Codified Audio Language Modeling Learns Useful Representations for Music Information Retrieval

Abstract

We demonstrate that language models pre-trained on codified (discretely-encoded) music audio learn representations that are useful for downstream MIR tasks. Specifically, we explore representations from Jukebox (Dhariwal et al. 2020): a music generation system containing a language model trained on codified audio from 1M songs. To determine if Jukebox’s representations contain useful information for MIR, we use them as input features to train shallow models on several MIR tasks. Relative to representations from conventional MIR models which are pre-trained on tagging, we find that using representations from Jukebox as input features yields 30% stronger performance on average across four MIR tasks tagging, genre classification, emotion recognition, and key detection. For key detection, we observe that representations from Jukebox are considerably stronger than those from models pre-trained on tagging, suggesting that pre-training via codified audio language modeling may address blind spots in conventional approaches. We interpret the strength of Jukebox’s representations as evidence that modeling audio instead of tags provides richer representations for MIR.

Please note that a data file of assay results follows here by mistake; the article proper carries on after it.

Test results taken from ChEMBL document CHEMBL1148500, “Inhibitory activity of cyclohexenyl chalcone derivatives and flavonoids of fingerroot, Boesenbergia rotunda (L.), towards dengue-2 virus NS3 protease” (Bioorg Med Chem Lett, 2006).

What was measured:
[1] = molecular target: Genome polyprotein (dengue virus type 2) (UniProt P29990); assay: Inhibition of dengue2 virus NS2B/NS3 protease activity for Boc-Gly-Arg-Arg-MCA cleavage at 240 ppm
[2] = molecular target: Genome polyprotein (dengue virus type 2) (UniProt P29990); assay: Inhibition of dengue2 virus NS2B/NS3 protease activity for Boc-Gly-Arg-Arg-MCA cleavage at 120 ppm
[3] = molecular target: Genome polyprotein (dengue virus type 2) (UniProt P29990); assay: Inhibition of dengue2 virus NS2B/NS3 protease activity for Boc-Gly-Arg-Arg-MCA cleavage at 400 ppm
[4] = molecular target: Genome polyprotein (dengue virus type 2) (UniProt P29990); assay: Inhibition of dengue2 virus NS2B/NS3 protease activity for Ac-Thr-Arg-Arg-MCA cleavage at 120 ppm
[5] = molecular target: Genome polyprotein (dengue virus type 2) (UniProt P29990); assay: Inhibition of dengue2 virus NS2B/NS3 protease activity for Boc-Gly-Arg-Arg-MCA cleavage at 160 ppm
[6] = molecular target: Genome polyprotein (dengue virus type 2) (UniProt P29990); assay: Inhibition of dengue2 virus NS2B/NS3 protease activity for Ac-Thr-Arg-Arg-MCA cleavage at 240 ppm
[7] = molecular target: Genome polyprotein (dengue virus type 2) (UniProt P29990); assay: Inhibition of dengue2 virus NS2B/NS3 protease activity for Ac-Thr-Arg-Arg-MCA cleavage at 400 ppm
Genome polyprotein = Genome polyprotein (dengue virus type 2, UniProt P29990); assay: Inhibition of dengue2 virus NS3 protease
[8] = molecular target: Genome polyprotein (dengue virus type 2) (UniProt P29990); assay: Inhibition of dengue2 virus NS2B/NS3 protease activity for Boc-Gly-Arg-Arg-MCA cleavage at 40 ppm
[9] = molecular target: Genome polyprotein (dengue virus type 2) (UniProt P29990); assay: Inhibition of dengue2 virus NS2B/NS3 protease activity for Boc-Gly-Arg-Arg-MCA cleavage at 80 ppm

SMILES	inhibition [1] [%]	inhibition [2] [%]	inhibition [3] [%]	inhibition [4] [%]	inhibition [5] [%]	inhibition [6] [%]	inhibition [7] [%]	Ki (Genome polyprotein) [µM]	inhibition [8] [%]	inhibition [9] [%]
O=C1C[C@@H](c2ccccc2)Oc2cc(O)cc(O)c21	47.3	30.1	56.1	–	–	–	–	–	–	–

Publication
In the conference of the International Society of Music Information Retrieval (Best Paper Runner-up)
Chris Donahue
Chris Donahue
Assistant Professor